“Is that it?” said James.

    “I believe it is,” said Jonas. Jonas then took off his jacket, rolled up his shirt sleeve, lay down on the rock, and reached his arm down into the water, but it was a little too deep. He could not reach it.

    “I cannot get it so,” said he.

    “What shall we do?” said James. “How foolish I was to put it so near the water!”

    “I think we shall contrive some way to get it,” said Jonas.

    He then sat down on the rock and looked into the water. “We can go home and get a long pair of tongs, and get it with them at any rate,” said he.

    “O, yes,” said Rollo, “I will go and get them;” and he ran off towards the bridge.

    “No,” said Jonas, “stop; I will try one plan more.”

    So he went and cut a long straight stem of a bush, and trimmed it up smooth, and cut the largest end off exactly square. Then he went to a hemlock tree near, and took off some of the gum, which was very “sticky.” He pressed some of this with his knife on the end of the stick. Then he reached it very carefully down, and pressed it hard against the half dollar; it crowded the half dollar down into the sand, out of sight.

    “There, you have lost it,” said James.

    “I don't know,” said Jonas; and he began slowly and carefully to draw it up.

    [Illustration]

    When the end of the stick came up out of the sand, the boys saw, to their great delight, that the half dollar was sticking fast on. They clapped their hands, and capered about on the stone, while Jonas gently drew up the half dollar, and put it, all wet and dripping, into James's hands.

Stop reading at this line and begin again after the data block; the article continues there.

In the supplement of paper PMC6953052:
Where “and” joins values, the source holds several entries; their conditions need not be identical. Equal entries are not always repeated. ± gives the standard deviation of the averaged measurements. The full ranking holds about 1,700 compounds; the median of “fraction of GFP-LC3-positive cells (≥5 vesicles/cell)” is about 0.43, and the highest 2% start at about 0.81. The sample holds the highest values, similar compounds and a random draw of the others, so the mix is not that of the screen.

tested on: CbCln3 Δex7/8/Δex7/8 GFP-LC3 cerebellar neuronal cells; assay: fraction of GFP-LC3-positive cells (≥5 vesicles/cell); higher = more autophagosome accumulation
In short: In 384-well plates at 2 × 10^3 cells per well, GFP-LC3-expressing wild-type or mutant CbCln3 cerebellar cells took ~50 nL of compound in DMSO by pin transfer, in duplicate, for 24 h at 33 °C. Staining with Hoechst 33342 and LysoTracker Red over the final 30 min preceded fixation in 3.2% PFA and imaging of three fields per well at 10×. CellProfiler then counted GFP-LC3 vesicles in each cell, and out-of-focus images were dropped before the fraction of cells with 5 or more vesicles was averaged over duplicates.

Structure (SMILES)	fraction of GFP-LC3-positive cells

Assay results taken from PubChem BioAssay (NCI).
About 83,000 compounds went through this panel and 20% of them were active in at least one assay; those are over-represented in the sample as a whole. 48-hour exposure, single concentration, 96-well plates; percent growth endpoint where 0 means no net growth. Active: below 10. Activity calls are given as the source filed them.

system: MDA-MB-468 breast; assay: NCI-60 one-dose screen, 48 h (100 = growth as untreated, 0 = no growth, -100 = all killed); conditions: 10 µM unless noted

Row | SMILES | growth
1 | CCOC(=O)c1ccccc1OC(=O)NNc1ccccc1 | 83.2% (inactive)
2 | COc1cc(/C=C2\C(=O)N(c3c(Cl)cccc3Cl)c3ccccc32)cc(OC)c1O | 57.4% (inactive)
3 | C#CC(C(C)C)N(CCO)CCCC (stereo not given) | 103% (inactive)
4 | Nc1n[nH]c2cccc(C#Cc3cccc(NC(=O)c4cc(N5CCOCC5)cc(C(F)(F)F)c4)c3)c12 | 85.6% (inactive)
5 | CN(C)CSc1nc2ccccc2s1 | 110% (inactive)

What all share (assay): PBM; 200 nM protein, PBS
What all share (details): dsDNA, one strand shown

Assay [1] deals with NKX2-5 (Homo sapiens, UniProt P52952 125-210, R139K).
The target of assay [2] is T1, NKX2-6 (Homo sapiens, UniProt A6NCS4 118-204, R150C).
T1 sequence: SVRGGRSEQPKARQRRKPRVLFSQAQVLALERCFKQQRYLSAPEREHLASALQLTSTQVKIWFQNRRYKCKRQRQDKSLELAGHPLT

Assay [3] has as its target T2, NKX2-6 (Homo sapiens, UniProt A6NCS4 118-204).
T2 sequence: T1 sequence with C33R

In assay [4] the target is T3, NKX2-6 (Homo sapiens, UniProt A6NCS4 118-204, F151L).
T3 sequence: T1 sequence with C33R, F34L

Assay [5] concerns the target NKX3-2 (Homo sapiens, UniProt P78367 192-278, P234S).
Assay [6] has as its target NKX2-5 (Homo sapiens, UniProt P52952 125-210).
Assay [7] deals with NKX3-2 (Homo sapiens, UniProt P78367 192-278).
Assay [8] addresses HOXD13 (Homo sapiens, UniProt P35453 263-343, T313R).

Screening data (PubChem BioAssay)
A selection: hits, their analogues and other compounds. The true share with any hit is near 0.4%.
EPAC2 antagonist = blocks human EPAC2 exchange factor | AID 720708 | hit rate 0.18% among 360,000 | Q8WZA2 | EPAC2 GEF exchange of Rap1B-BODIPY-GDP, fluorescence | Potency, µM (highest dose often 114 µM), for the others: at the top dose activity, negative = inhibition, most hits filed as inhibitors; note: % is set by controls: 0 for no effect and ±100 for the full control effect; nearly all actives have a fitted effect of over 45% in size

The boys thanked Jonas for getting up the money, and then they asked him to keep both pieces for them until they went home. Then they began to think of the wigwam again.

    “We will make the window as you want it, James,” said Rollo; “I am willing.”

    “No,” said James, “I was just going to say we would make it your way. I rather think it would be better to make it towards the land.”

    “Why can you not have two windows?” said Jonas.

    “So we can,” said both of the boys; and they immediately went to work collecting branches and weaving them in, leaving a space for a window both sides. Their quarrelsome feelings were all gone, and they talked very pleasantly at their work until it was time for them to go home to dinner.